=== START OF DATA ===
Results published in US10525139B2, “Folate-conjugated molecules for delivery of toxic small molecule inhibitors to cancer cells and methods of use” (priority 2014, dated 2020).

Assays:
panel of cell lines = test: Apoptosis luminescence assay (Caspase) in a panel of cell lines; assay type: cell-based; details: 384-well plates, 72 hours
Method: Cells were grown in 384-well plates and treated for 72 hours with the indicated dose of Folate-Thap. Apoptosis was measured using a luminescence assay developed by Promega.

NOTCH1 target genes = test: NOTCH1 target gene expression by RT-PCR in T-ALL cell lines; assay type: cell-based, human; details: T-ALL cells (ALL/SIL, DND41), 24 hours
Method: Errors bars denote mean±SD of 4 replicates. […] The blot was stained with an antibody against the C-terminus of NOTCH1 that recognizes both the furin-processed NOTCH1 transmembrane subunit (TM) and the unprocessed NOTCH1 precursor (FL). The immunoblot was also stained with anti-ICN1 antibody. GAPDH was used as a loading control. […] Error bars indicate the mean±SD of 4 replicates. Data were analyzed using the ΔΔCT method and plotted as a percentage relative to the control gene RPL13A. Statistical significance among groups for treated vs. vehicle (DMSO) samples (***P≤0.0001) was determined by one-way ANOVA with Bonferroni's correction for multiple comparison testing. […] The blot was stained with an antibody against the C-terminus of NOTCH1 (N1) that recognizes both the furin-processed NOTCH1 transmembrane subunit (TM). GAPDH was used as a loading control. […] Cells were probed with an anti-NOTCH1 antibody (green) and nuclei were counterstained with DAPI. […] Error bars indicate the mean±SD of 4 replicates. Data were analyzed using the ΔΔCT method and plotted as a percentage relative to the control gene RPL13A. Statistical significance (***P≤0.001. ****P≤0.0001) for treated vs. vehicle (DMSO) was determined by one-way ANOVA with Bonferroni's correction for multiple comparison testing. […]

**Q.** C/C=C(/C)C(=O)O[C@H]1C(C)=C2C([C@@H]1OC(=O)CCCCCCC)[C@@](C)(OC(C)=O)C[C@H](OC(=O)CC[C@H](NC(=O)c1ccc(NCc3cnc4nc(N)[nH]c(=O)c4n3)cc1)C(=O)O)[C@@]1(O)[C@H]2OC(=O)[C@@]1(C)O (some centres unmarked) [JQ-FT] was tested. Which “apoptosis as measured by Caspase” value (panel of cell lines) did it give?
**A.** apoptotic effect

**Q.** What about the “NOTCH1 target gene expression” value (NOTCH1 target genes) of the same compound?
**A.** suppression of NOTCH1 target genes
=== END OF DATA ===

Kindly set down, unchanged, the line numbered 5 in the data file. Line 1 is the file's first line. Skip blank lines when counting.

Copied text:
NOTCH1 target genes = test: NOTCH1 target gene expression by RT-PCR in T-ALL cell lines; assay type: cell-based, human; details: T-ALL cells (ALL/SIL, DND41), 24 hours